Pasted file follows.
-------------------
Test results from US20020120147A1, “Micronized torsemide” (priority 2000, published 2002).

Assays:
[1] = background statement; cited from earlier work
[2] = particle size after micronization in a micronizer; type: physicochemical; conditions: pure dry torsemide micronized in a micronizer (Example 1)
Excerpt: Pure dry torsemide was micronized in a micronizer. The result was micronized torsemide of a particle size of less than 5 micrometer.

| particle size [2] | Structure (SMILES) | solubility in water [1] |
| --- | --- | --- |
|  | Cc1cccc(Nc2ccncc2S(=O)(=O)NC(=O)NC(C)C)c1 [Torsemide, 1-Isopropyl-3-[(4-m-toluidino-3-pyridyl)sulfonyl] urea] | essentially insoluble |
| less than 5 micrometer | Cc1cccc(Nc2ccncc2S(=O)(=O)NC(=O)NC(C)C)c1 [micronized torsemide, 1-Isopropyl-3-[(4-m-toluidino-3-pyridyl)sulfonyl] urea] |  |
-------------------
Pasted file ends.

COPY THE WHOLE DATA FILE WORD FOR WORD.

Test results from US20020120147A1, “Micronized torsemide” (priority 2000, published 2002).

Assays:
[1] = background statement; cited from earlier work
[2] = particle size after micronization in a micronizer; type: physicochemical; conditions: pure dry torsemide micronized in a micronizer (Example 1)
Excerpt: Pure dry torsemide was micronized in a micronizer. The result was micronized torsemide of a particle size of less than 5 micrometer.

| particle size [2] | Structure (SMILES) | solubility in water [1] |
| --- | --- | --- |
|  | Cc1cccc(Nc2ccncc2S(=O)(=O)NC(=O)NC(C)C)c1 [Torsemide, 1-Isopropyl-3-[(4-m-toluidino-3-pyridyl)sulfonyl] urea] | essentially insoluble |
| less than 5 micrometer | Cc1cccc(Nc2ccncc2S(=O)(=O)NC(=O)NC(C)C)c1 [micronized torsemide, 1-Isopropyl-3-[(4-m-toluidino-3-pyridyl)sulfonyl] urea] |  |